“Not only that: Top aides claim Mrs. Carter is her husband’s most influential political adviser,” the author of the article added.

Rosalynn attracted particular attention for the skillful way she connected with voters, nabbing their support for her husband with down-to-earth warmth. In an unusual move for the era, she traveled across the country on her own, making the case for her husband on her own terms.

“Mrs. Carter, soft-spoken and low-key, prefers face-to-face meetings with voters,” U.S. News & World Report wrote in June 1976. “In her campaigning in 30 states she has scheduled frequent sessions at plant gates and shopping centers.”

Jimmy, running as a political outsider and a symbolic break from the disillusioned post-Watergate era, defeated President Gerald Ford in 1976. The press quickly understood that Rosalynn would not be content to remain on the sidelines in Washington.

“Rosalynn Carter will not be simply an East Wing ornament, a First Lady content to redecorate the White House or preside over soirees,” Newsweek’s Jane Whitmore wrote in January 1977.

“There’s so much you can do,” Rosalynn told Whitmore, “and there are things I want to do. I want to work on mental health and the problems of the elderly — independently, on my own.”

“Jimmy’s always talked things over with me, like when he was choosing the Vice President or the Cabinet,” she added. “I’ve always been involved in the meetings. I always tell him what I think even if I disagree — and I’ll continue to do that.”

Rosalynn established herself as an active part of her husband’s administration.

She joined Cabinet meetings, attended key briefings, spoke on behalf of the White House at ceremonial gatherings, served as an honorary member on a mental health commission, and traveled to Latin American nations as the president’s personal envoy.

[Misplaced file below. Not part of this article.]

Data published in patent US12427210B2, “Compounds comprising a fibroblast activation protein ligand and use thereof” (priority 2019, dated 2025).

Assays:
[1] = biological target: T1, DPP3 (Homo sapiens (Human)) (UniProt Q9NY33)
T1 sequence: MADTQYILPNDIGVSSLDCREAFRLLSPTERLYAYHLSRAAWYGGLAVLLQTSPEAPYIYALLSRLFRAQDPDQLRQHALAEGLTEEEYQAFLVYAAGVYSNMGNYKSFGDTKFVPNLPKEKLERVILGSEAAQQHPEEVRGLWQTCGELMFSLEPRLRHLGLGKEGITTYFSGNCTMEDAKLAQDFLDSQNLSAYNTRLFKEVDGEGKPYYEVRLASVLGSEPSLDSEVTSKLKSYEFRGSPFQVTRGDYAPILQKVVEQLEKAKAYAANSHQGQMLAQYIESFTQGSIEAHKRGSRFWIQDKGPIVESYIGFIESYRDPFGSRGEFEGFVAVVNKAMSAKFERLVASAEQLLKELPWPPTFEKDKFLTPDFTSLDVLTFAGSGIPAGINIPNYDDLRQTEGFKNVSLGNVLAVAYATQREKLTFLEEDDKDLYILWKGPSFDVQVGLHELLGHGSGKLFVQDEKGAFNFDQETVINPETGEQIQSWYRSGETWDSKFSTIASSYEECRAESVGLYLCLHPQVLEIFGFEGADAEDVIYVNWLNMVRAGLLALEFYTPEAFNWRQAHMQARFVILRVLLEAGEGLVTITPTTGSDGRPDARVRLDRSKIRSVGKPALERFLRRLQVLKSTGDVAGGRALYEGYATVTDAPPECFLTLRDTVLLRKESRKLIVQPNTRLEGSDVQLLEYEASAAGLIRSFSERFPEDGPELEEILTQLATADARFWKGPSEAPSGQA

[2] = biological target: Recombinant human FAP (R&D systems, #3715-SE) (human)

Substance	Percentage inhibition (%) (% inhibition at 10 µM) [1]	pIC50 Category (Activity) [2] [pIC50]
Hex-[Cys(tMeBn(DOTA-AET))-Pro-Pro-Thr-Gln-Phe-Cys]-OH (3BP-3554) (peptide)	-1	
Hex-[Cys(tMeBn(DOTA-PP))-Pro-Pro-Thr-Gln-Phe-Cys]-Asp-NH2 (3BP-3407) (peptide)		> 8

Jimmy Carter’s presidency itself was judged to be a mixed bag, and many Americans — including some Democrats — believed that he was an ineffective commander in chief, particularly as the Iran hostage crisis dominated headlines in late 1979.

Rosalynn worked tirelessly in the bid to re-elect her husband to a second term in 1980 — a campaign Jimmy lost to Ronald Reagan, a former Hollywood star and governor of California who represented the ascendant conservative movement.

She was said to have been gutted by her husband’s loss and the apparent repudiation of his presidency by so many voters. But she made it clear to political reporters that she was trying to look to the future.

“I think you accept it,” Rosalynn was quoted as saying in a November 1980 article by the longtime UPI reporter Helen Thomas. “When you’ve done all you possibly can do, that’s all you can do. It was out of our hands.”

She pledged to “speak out” on the issues close to her heart, adding: “You go from one phase of your life to the next phase of life. … I think it’s going to be exciting.”

The next phase of Rosalynn Carter’s life proved to be fruitful. She wrote several books, including the 1984 memoir “First Lady From Plains” as well as three books about mental health.

The Carters remained committed to bettering the lives of people around the world, winning several awards and honors along the way.

In 1982, they founded the Carter Center, a nonprofit human rights organization forged in partnership with Emory University in Atlanta. Seven years later, she established the Rosalynn Carter Institute for Caregiving at Georgia Southwestern State University.

She held annual symposia on mental health at the Carter Center for more than three decades, uniting experts and advocates for discussions about mental illness, family coping, financing care services, supporting research and reducing stigma.

The two were awarded the Presidential Medal of Freedom by President Bill Clinton in August 1999. Clinton, speaking at the Carter Center, praised the couple for their humanitarian accomplishments.

“Rarely do we honor two people who have devoted themselves so effectively to advancing freedom in all those ways,” Clinton said. “Jimmy and Rosalynn Carter have done more good things for more people in more places than any other couple on the face of the Earth.”

In recent years, the Carters appeared publicly less frequently. But during the 2020 presidential election, they recorded a video tribute to Joe Biden that aired during the televised portion of the Democratic National Convention.